Today school principals are not the final authority, they must check with central office staff who actually muddle the process and delay action to demonstrate to students that there will be consrquences. This will be dealt with by establishing laws, which will help, but the real answer is with school leaders who accept their responsibility and act to stop this abuse. Also, Anderson, I am positive that teachers and administrators knew what was going on in the school and outside the school; and if they did not know they aren't worth their salt!
    Also, you haven't dug deep enough. What about the parents? What about extended family? What about custodians? What about bus drivers? What about cafeteria staff? What the Guidance department?
    Keep on digging?

    March 30, 2010 at 11:05 pm |
  3. Carrie

    Once again, when are you going to hold the parents RESPONSIBLE !

    March 30, 2010 at 11:03 pm |
  4. Malinda

    The bullies of schools are allowed to do what they want, with no fear of any kind of punishment for it. My son is dealing with bullies on just about a daily basis. I've gone to the school to report it and all they do is talk to the children. The children are allowed to carry on as they always have and my son is treated worse. My son was in the bathroom when one of the bullies came in there with his thugs, wanting to fight my son. My son was alone and anything could have happened and all the school would have said is we are sorry. Sorry just doesn't cut it, there has got to be something done nationwide in our schools, and the schools should be held accountable for their lack of concern. Children who are be bullied feel there is no where to turn and they don't know what to do about the situation. When our children go to school they should not have to deal with such bullies, teachers turning their heads, or the department heads showing lack of concern for the students who are being bullied.

    March 30, 2010 at 11:02 pm |
  5. Briana Minnesota

    My daughter was also bullied. Unfortunately; it was her best friend who was the leader. My daughter had so many rumors floating around about her that it almost destroyed her. It was hard to know who was starting the rumors even though we had a good idea who was doing it. After notes relating to death were found in the school; the administration wanted two girls expelled; but left it up to my daughter. She unfortunately had no self-esteem to follow through on this; she felt that she was responsible for being too sensitive. Thankfully with the love of a caring family we were able to see her through this. In this case the bullying was because of competition. Competition for grades, sports, friends, boyfriends. I'm not sure how to stop this bullying because the students themselves deny that it is a big deal because they don't want to stand out as being a snitch. As a parent I've tried to tell them to steer away from that person but if they go to a small school that is virtually impossible. The only way that I can think of to help would be to have an anonymous e-mail program to the school counselor / administration to have the students report people being bullied. I would hope that false accusations wouldn't come out of this method.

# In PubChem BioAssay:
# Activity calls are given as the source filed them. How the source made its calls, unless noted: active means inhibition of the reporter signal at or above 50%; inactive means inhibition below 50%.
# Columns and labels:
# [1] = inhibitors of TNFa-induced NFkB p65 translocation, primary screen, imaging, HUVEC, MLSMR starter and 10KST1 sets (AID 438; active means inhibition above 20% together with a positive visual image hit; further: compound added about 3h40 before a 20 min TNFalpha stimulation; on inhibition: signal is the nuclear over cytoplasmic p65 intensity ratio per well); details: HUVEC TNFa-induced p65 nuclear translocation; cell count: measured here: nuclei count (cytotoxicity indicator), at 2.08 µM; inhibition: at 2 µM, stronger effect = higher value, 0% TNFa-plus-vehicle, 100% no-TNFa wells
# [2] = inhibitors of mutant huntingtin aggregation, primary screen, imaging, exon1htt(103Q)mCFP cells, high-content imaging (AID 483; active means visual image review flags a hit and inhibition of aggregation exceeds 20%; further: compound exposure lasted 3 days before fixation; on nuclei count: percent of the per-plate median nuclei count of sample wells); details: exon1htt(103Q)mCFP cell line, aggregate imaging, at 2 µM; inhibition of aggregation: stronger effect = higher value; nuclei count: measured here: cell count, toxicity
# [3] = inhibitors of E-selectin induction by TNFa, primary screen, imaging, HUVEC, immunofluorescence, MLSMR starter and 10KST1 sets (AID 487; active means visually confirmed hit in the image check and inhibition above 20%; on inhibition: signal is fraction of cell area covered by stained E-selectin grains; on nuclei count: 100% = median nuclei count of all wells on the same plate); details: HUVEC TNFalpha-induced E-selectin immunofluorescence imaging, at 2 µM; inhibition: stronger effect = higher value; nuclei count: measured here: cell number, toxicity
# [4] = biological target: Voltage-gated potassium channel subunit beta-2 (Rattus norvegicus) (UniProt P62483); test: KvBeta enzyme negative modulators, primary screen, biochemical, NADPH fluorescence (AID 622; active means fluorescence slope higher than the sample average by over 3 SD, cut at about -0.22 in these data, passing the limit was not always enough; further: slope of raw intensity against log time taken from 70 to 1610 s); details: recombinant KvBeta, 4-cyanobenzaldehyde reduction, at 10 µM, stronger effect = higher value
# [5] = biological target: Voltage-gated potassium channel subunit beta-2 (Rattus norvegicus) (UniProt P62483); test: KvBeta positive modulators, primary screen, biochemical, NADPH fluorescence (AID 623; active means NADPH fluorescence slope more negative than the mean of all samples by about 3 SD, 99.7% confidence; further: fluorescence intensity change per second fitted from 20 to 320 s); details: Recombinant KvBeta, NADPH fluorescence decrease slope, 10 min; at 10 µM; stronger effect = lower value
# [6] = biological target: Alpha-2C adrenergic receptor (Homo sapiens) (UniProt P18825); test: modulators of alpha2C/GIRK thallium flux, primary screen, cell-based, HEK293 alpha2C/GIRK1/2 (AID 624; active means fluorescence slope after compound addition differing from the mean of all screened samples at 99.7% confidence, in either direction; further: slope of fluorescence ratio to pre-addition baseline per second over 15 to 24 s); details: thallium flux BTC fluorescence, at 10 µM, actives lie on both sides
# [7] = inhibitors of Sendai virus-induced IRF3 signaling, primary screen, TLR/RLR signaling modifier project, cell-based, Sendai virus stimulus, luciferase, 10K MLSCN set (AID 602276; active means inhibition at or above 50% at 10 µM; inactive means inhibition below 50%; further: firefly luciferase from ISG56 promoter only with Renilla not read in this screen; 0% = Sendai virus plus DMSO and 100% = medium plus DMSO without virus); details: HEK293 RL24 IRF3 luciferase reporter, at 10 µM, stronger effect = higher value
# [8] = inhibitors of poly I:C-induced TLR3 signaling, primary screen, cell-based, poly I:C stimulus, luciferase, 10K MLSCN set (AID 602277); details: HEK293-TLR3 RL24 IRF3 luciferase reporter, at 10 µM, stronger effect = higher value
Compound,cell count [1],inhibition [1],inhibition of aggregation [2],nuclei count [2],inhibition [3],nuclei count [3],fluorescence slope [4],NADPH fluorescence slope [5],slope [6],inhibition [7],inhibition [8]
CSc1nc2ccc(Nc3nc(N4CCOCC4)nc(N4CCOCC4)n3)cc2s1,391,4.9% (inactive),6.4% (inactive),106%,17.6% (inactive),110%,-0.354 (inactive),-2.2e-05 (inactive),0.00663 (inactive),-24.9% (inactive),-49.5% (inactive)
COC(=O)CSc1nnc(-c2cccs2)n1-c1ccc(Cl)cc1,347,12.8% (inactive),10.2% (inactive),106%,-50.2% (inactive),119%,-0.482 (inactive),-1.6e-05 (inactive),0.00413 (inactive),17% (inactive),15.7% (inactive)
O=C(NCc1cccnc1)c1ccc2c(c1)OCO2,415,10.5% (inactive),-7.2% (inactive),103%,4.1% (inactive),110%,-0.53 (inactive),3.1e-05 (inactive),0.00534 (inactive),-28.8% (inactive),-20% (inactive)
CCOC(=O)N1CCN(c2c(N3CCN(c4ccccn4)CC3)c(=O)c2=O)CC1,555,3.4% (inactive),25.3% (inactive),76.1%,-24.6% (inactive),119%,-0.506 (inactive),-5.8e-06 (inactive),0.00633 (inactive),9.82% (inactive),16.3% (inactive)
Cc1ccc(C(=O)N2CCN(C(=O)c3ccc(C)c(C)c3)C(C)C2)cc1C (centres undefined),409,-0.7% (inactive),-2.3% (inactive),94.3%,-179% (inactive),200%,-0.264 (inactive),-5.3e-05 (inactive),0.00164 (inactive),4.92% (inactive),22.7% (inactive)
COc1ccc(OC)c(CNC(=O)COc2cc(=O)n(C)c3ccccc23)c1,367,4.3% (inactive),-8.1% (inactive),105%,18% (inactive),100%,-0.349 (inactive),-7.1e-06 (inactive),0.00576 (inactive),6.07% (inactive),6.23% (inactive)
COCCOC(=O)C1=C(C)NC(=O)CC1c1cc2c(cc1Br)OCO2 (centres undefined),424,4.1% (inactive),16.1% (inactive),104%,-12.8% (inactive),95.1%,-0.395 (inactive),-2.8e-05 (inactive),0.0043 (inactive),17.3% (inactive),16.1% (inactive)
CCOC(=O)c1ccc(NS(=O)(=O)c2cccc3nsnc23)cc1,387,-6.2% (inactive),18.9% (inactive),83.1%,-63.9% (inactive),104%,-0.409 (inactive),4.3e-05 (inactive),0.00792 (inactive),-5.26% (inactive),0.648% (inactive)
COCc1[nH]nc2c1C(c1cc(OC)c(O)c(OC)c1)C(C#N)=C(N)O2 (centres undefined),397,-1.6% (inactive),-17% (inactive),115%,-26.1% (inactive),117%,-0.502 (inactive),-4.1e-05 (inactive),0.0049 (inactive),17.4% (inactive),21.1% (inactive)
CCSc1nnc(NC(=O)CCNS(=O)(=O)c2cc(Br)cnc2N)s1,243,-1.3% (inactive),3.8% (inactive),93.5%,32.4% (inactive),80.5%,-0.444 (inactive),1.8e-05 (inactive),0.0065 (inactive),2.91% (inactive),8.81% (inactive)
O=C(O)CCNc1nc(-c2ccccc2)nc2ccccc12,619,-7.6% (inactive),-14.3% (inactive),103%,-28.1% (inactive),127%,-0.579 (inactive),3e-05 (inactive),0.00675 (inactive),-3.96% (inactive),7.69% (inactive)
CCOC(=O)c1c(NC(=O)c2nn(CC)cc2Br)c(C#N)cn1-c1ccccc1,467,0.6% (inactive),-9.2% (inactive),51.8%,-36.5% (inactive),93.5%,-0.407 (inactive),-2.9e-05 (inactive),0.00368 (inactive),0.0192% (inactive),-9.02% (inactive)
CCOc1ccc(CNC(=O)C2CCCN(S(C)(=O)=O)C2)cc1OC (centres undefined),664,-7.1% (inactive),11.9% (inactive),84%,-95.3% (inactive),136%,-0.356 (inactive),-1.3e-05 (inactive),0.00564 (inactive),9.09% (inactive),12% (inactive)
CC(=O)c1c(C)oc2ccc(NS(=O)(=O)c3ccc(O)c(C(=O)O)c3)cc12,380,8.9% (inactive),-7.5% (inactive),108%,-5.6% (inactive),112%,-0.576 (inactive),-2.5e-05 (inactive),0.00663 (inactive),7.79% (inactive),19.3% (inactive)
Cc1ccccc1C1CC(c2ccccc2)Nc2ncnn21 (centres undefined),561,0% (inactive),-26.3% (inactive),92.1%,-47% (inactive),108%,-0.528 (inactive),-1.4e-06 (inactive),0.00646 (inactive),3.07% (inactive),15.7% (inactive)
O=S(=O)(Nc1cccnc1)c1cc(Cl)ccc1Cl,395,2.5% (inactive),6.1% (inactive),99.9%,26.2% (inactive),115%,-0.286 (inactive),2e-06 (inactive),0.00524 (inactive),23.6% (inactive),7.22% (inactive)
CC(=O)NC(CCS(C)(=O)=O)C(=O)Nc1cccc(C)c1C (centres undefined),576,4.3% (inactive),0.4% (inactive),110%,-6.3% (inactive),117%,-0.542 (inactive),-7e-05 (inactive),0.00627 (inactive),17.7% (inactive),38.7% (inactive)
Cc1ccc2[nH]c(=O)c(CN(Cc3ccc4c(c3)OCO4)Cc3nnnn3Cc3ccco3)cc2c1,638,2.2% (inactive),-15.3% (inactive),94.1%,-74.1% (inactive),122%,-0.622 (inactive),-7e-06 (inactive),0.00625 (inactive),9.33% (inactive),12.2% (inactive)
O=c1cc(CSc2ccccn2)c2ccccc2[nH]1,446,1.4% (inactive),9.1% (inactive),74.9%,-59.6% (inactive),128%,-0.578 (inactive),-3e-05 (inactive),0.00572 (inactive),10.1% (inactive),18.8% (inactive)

March 30, 2010 at 10:59 pm |
  6. chris williamson

    First we need to stop calling it "bullying". I feel whenever it is used that word trivializes the act of harassment or assault on another person. If an adult were to do the same, that person would be arrested and thrown in jail for harassment or assault. I agree completely with Dr. Phil, child on child violence needs to become "uncool", yet I think that won't happen in the near future. The "cool" thing now and for the past couple of decades, at least, is to be a thug, a gangsta. Violence is glorified, the parents, schools, the entertainment media, are equally to blame for this explosion of violence.. Violence is condoned on tv. Why is not violence treated the same way as sexual behavior on tv? Society has it's head screwed on backwards and until parents, teachers, the media decide to actually take action and "un-glorify" violence, there will be more Phoebe Princes dying by the hands of their sadistic abusers.

    March 30, 2010 at 10:59 pm |
  7. Deb in MA

    Bullying is a very complex subject that involves a whole lot of participatns. You've got those who don't want to get involved becaue they are afraid of being treated the same way and as a result, allow, by inaction, for the actions against the bullied person to become normalized.

    You've got those who are participating and know its wrong but do it because they want to be accepted.

    You've got kids who aren't talking to their folks and when parents try to dig deeper, give smoke screens or no information at all.

    You've got parents who fail to set limits, who need to work and are often are not at home to hear the stories about what went on during the school day.

    You've got the administrator who have been beat up by parents for tryng to take action on previous matters and who are now unable to take action but talk a good story but are totally unwilling to take the "right" action steps.

    You have teachers who are so fed up with being asked to raise kids and put up with punk behavior that its all they can do to try and teach them never mind pay attention to their social behaivor and when they do, the administration doesn't follow through.